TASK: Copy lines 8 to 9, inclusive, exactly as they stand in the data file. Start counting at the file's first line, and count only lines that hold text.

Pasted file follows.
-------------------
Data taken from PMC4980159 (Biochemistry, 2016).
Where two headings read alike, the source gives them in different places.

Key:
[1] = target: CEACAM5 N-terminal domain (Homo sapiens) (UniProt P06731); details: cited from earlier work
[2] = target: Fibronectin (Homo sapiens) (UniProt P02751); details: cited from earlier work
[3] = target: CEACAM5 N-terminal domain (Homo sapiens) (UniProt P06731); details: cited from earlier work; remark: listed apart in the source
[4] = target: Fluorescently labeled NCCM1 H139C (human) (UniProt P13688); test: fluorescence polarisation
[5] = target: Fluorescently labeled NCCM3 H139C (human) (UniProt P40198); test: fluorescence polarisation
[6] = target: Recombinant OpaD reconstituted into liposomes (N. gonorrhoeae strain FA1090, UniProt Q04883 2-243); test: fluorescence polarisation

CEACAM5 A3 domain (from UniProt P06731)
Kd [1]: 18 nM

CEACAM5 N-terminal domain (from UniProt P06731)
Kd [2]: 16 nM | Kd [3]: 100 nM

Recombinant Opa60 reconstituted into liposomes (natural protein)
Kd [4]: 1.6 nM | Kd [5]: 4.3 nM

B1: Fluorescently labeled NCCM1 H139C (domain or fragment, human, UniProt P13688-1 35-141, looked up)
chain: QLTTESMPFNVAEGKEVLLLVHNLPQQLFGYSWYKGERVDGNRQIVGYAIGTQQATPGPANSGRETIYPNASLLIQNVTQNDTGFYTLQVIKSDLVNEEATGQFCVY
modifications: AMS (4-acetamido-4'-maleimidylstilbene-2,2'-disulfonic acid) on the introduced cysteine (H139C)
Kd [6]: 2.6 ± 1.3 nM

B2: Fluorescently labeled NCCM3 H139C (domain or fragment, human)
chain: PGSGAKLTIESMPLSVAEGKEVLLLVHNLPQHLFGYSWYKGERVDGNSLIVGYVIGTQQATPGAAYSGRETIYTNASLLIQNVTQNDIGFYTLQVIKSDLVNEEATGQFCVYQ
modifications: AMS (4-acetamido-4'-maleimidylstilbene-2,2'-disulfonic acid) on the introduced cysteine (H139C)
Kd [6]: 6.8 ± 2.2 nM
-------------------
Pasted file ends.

[5] = target: Fluorescently labeled NCCM3 H139C (human) (UniProt P40198); test: fluorescence polarisation
[6] = target: Recombinant OpaD reconstituted into liposomes (N. gonorrhoeae strain FA1090, UniProt Q04883 2-243); test: fluorescence polarisation